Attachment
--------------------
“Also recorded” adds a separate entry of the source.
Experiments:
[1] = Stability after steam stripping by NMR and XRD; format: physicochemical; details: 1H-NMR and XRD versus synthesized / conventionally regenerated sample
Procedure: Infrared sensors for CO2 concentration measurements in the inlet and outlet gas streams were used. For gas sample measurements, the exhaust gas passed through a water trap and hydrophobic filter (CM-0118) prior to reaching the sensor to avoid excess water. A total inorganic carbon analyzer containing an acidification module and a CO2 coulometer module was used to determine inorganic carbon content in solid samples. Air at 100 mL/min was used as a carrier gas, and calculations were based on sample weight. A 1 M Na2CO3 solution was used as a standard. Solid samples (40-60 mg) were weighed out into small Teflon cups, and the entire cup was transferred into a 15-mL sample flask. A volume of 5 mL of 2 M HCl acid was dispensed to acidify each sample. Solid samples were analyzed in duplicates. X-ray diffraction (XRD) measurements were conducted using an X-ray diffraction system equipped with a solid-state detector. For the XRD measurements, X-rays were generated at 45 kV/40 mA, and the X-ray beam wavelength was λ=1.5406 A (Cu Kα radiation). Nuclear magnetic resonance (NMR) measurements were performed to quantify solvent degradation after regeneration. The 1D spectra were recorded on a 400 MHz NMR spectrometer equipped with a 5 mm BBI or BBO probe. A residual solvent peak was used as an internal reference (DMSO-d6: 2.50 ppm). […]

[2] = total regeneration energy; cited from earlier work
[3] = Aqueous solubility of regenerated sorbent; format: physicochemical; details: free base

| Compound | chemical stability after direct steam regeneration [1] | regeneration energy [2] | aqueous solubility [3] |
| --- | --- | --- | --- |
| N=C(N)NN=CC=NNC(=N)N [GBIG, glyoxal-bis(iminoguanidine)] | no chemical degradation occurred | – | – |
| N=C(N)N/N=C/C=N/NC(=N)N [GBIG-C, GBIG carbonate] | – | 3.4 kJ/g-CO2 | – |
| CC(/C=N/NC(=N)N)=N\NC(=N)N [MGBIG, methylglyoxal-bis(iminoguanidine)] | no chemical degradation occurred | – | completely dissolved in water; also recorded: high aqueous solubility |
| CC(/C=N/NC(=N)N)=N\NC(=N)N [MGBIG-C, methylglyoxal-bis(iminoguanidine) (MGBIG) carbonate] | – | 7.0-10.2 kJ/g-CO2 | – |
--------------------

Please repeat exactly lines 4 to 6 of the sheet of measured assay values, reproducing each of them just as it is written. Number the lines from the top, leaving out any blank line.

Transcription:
Procedure: Infrared sensors for CO2 concentration measurements in the inlet and outlet gas streams were used. For gas sample measurements, the exhaust gas passed through a water trap and hydrophobic filter (CM-0118) prior to reaching the sensor to avoid excess water. A total inorganic carbon analyzer containing an acidification module and a CO2 coulometer module was used to determine inorganic carbon content in solid samples. Air at 100 mL/min was used as a carrier gas, and calculations were based on sample weight. A 1 M Na2CO3 solution was used as a standard. Solid samples (40-60 mg) were weighed out into small Teflon cups, and the entire cup was transferred into a 15-mL sample flask. A volume of 5 mL of 2 M HCl acid was dispensed to acidify each sample. Solid samples were analyzed in duplicates. X-ray diffraction (XRD) measurements were conducted using an X-ray diffraction system equipped with a solid-state detector. For the XRD measurements, X-rays were generated at 45 kV/40 mA, and the X-ray beam wavelength was λ=1.5406 A (Cu Kα radiation). Nuclear magnetic resonance (NMR) measurements were performed to quantify solvent degradation after regeneration. The 1D spectra were recorded on a 400 MHz NMR spectrometer equipped with a 5 mm BBI or BBO probe. A residual solvent peak was used as an internal reference (DMSO-d6: 2.50 ppm). […]

[2] = total regeneration energy; cited from earlier work
[3] = Aqueous solubility of regenerated sorbent; format: physicochemical; details: free base